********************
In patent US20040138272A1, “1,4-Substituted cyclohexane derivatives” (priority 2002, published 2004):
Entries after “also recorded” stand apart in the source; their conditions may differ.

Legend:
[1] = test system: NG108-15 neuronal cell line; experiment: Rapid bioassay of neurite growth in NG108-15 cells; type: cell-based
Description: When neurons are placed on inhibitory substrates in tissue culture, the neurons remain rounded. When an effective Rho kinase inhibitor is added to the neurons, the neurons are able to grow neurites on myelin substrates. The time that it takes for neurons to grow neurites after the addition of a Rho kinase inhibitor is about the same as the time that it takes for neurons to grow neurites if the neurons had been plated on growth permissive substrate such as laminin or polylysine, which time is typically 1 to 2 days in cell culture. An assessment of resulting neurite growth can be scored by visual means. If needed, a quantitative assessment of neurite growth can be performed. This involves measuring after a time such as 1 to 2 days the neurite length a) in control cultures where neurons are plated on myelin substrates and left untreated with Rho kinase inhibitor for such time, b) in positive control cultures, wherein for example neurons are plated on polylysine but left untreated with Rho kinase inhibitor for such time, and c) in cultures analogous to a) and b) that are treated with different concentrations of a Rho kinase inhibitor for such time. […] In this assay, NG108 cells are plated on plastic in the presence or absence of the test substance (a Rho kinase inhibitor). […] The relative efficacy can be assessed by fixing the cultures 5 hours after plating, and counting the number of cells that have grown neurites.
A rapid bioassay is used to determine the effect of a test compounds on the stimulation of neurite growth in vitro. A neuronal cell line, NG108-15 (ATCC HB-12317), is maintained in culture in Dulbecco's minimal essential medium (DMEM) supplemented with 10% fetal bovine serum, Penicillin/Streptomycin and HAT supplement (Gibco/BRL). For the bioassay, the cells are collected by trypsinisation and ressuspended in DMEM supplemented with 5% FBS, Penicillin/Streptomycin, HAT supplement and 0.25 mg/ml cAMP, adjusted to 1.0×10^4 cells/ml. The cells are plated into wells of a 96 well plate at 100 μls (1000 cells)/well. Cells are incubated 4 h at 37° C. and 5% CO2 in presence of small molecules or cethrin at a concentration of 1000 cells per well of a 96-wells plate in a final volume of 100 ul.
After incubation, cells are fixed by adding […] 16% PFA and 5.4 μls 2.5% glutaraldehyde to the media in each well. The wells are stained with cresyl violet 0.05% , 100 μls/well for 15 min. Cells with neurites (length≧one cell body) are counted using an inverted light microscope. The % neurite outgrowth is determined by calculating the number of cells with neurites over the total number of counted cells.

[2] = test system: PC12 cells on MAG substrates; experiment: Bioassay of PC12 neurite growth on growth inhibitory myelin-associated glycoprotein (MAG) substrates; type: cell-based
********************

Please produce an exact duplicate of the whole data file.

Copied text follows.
In patent US20040138272A1, “1,4-Substituted cyclohexane derivatives” (priority 2002, published 2004):
Entries after “also recorded” stand apart in the source; their conditions may differ.

Legend:
[1] = test system: NG108-15 neuronal cell line; experiment: Rapid bioassay of neurite growth in NG108-15 cells; type: cell-based
Description: When neurons are placed on inhibitory substrates in tissue culture, the neurons remain rounded. When an effective Rho kinase inhibitor is added to the neurons, the neurons are able to grow neurites on myelin substrates. The time that it takes for neurons to grow neurites after the addition of a Rho kinase inhibitor is about the same as the time that it takes for neurons to grow neurites if the neurons had been plated on growth permissive substrate such as laminin or polylysine, which time is typically 1 to 2 days in cell culture. An assessment of resulting neurite growth can be scored by visual means. If needed, a quantitative assessment of neurite growth can be performed. This involves measuring after a time such as 1 to 2 days the neurite length a) in control cultures where neurons are plated on myelin substrates and left untreated with Rho kinase inhibitor for such time, b) in positive control cultures, wherein for example neurons are plated on polylysine but left untreated with Rho kinase inhibitor for such time, and c) in cultures analogous to a) and b) that are treated with different concentrations of a Rho kinase inhibitor for such time. […] In this assay, NG108 cells are plated on plastic in the presence or absence of the test substance (a Rho kinase inhibitor). […] The relative efficacy can be assessed by fixing the cultures 5 hours after plating, and counting the number of cells that have grown neurites.
A rapid bioassay is used to determine the effect of a test compounds on the stimulation of neurite growth in vitro. A neuronal cell line, NG108-15 (ATCC HB-12317), is maintained in culture in Dulbecco's minimal essential medium (DMEM) supplemented with 10% fetal bovine serum, Penicillin/Streptomycin and HAT supplement (Gibco/BRL). For the bioassay, the cells are collected by trypsinisation and ressuspended in DMEM supplemented with 5% FBS, Penicillin/Streptomycin, HAT supplement and 0.25 mg/ml cAMP, adjusted to 1.0×10^4 cells/ml. The cells are plated into wells of a 96 well plate at 100 μls (1000 cells)/well. Cells are incubated 4 h at 37° C. and 5% CO2 in presence of small molecules or cethrin at a concentration of 1000 cells per well of a 96-wells plate in a final volume of 100 ul.
After incubation, cells are fixed by adding […] 16% PFA and 5.4 μls 2.5% glutaraldehyde to the media in each well. The wells are stained with cresyl violet 0.05% , 100 μls/well for 15 min. Cells with neurites (length≧one cell body) are counted using an inverted light microscope. The % neurite outgrowth is determined by calculating the number of cells with neurites over the total number of counted cells.

[2] = test system: PC12 cells on MAG substrates; experiment: Bioassay of PC12 neurite growth on growth inhibitory myelin-associated glycoprotein (MAG) substrates; type: cell-based